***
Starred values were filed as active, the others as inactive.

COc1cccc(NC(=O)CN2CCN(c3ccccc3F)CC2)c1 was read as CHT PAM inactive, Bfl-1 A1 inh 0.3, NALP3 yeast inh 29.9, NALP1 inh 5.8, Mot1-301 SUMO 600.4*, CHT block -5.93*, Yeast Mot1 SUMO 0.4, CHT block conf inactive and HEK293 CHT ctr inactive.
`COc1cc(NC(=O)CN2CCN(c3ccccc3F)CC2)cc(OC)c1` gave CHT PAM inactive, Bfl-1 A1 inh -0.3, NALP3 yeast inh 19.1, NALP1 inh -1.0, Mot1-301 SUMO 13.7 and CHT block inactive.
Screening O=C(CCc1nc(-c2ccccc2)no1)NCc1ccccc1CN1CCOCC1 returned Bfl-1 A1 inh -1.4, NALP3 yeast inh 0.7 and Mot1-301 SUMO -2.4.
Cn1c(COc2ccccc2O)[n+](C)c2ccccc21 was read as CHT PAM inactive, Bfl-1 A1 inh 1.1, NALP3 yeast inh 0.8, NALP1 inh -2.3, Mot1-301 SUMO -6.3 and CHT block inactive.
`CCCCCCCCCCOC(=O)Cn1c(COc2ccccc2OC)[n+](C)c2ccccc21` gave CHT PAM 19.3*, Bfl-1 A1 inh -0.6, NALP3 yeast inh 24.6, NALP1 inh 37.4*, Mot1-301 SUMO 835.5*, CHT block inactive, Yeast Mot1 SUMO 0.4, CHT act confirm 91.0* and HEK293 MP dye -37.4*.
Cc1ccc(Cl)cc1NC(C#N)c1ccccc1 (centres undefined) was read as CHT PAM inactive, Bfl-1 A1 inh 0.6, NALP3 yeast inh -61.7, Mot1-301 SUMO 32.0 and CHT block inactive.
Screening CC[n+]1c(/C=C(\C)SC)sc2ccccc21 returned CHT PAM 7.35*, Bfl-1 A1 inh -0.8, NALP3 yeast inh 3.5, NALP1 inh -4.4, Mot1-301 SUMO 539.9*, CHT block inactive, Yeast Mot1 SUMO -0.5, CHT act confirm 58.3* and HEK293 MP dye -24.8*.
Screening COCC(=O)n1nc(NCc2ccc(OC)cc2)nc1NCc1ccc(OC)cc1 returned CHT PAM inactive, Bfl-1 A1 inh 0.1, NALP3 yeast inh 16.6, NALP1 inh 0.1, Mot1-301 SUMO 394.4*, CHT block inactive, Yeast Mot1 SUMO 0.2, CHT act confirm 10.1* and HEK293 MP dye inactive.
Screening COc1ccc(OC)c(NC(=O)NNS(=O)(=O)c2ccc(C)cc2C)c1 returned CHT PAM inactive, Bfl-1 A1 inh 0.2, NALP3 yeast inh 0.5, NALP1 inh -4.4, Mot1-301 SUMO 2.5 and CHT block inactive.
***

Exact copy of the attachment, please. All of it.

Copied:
Starred values were filed as active, the others as inactive.

COc1cccc(NC(=O)CN2CCN(c3ccccc3F)CC2)c1 was read as CHT PAM inactive, Bfl-1 A1 inh 0.3, NALP3 yeast inh 29.9, NALP1 inh 5.8, Mot1-301 SUMO 600.4*, CHT block -5.93*, Yeast Mot1 SUMO 0.4, CHT block conf inactive and HEK293 CHT ctr inactive.
`COc1cc(NC(=O)CN2CCN(c3ccccc3F)CC2)cc(OC)c1` gave CHT PAM inactive, Bfl-1 A1 inh -0.3, NALP3 yeast inh 19.1, NALP1 inh -1.0, Mot1-301 SUMO 13.7 and CHT block inactive.
Screening O=C(CCc1nc(-c2ccccc2)no1)NCc1ccccc1CN1CCOCC1 returned Bfl-1 A1 inh -1.4, NALP3 yeast inh 0.7 and Mot1-301 SUMO -2.4.
Cn1c(COc2ccccc2O)[n+](C)c2ccccc21 was read as CHT PAM inactive, Bfl-1 A1 inh 1.1, NALP3 yeast inh 0.8, NALP1 inh -2.3, Mot1-301 SUMO -6.3 and CHT block inactive.
`CCCCCCCCCCOC(=O)Cn1c(COc2ccccc2OC)[n+](C)c2ccccc21` gave CHT PAM 19.3*, Bfl-1 A1 inh -0.6, NALP3 yeast inh 24.6, NALP1 inh 37.4*, Mot1-301 SUMO 835.5*, CHT block inactive, Yeast Mot1 SUMO 0.4, CHT act confirm 91.0* and HEK293 MP dye -37.4*.
Cc1ccc(Cl)cc1NC(C#N)c1ccccc1 (centres undefined) was read as CHT PAM inactive, Bfl-1 A1 inh 0.6, NALP3 yeast inh -61.7, Mot1-301 SUMO 32.0 and CHT block inactive.
Screening CC[n+]1c(/C=C(\C)SC)sc2ccccc21 returned CHT PAM 7.35*, Bfl-1 A1 inh -0.8, NALP3 yeast inh 3.5, NALP1 inh -4.4, Mot1-301 SUMO 539.9*, CHT block inactive, Yeast Mot1 SUMO -0.5, CHT act confirm 58.3* and HEK293 MP dye -24.8*.
Screening COCC(=O)n1nc(NCc2ccc(OC)cc2)nc1NCc1ccc(OC)cc1 returned CHT PAM inactive, Bfl-1 A1 inh 0.1, NALP3 yeast inh 16.6, NALP1 inh 0.1, Mot1-301 SUMO 394.4*, CHT block inactive, Yeast Mot1 SUMO 0.2, CHT act confirm 10.1* and HEK293 MP dye inactive.
Screening COc1ccc(OC)c(NC(=O)NNS(=O)(=O)c2ccc(C)cc2C)c1 returned CHT PAM inactive, Bfl-1 A1 inh 0.2, NALP3 yeast inh 0.5, NALP1 inh -4.4, Mot1-301 SUMO 2.5 and CHT block inactive.